The political and military interventions of the West in Africa dates as far back as 1945 which was the period of the Cold War and stretched up to the present due to the global war on terror. Africa has traversed and is still undergoing various conflicts notable the Ethiopia-Eritrea border conflict which today has been seemingly redressed by the new Ethiopian Prime Minister Abiy Ahmed, civil wars in the DRC, Sudan, Liberia, Chad and the Central African Republic.
Burundi and Cameroon are at the brink of genocide and such possibility also extends to the DRC in the Kivu and other regions. Other countries especially Nigeria, are experiencing outbreaks of ethnic and religious violence.
Reports indicate that close to 20 African countries are involved in conflicts or are facing post-war conflict and tension including: Ivory Coast, Chad, Niger, Guinea, Liberia, Nigeria, Sierra Leone, Togo, Eritrea, Ethiopia, Somalia, Sudan, Uganda, Burundi, Democratic Republic of the Congo, Rwanda, Algeria, Angola, Zimbabwe and currently Cameroon.
The upsurge of these intra-state conflicts in Africa has brought many of its economies to near collapse while creating humanitarian concerns. This has however attracted international concern from countries such as the US, France, UK, the Soviet Union, China, Cuba and other former colonial powers.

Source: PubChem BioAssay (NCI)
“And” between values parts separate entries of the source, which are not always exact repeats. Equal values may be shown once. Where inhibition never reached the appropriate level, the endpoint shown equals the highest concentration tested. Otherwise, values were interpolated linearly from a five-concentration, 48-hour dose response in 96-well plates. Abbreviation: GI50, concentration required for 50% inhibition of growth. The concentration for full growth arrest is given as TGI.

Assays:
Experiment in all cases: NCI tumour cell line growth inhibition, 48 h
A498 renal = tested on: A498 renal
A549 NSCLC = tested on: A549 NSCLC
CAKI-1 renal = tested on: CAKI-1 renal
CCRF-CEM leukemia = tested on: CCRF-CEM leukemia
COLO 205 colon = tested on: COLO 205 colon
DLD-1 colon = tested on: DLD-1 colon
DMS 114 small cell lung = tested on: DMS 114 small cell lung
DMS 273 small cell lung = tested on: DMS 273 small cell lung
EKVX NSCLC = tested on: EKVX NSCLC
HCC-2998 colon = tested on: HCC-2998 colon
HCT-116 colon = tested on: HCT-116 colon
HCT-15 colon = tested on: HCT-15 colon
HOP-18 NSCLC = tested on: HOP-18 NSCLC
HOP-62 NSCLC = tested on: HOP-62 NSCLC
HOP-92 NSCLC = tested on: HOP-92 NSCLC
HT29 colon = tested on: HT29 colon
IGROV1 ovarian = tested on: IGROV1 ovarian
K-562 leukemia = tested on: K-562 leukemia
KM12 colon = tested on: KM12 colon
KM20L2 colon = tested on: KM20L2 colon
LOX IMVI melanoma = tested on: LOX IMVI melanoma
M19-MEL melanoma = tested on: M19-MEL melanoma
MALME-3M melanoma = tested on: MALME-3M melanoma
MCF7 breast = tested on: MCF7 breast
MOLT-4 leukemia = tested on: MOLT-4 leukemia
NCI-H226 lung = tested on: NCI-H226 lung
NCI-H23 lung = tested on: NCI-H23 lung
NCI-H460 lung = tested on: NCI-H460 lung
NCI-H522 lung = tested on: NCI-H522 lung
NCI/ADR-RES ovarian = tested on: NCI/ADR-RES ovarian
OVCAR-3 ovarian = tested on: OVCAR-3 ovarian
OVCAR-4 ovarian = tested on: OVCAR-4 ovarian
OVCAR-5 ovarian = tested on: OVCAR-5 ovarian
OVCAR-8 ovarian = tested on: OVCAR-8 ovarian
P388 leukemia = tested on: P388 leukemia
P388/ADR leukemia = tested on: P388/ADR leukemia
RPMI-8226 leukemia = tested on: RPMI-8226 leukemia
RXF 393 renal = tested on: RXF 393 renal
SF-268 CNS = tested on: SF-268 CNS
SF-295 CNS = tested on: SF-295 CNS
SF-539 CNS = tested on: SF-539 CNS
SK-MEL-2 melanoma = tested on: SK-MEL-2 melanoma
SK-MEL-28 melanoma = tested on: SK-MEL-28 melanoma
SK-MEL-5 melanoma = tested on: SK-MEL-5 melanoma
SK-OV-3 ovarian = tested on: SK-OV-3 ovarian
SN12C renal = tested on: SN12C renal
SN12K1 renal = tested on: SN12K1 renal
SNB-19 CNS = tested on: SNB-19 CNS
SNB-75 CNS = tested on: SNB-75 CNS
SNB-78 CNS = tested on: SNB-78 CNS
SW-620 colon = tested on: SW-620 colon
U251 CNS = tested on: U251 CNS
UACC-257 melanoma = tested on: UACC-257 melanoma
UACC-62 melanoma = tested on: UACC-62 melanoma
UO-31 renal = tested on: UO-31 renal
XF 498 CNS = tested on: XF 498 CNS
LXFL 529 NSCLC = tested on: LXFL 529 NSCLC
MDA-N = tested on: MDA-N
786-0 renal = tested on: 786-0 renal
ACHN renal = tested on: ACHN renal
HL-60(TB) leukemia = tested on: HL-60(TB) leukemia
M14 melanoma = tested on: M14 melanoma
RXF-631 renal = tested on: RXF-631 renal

Foreign Intervention in Conflicts in Africa
The launch of the global war on terrorism in 2001 increased the political and military presence of foreign countries in the continent.
This was favored by Chapter VIII of the United Nations (UN) Charter, which confines the role of regional organizations to ‘the pacific settlement of local disputes’ as well as ‘enforcement action’ under Security Council authorization.
This means that the AU can only take action in external conflicts with the approval of the UN Security Council implying that regional organizations on the continent cannot assume military action even against states without UN Security Council endorsement.
This has greatly limited the powers of regional bodies on one hand and encouraged the participation of foreign countries in conflict resolution. However, some African leaders have expressed worries over the intervention by the Western powers in the internal affairs of African countries.
A glaring example is that of President Robert Mugabe of Zimbabwe who strongly opposed what he considered Western imperialism in Africa indicating that Western powers cannot dictate their policies on Zimbabwe. Similarly, it is believed that the former Libyan leader, Colonel Muammar Gaddafi was an enemy to the West as a result of the fact the he refused them the chance to meddle in the affairs of Libya.
Consequently, the intervention of the North Atlantic Treaty Organization’s in Libya in 2011 that led to the overthrow of Muammar Gaddafi were largely condemned by African leaders. In addition France’s intervention in the conflict in Ivory Coast in 2011 that helped depose Laurent Gbagbo was also not very much appreciated.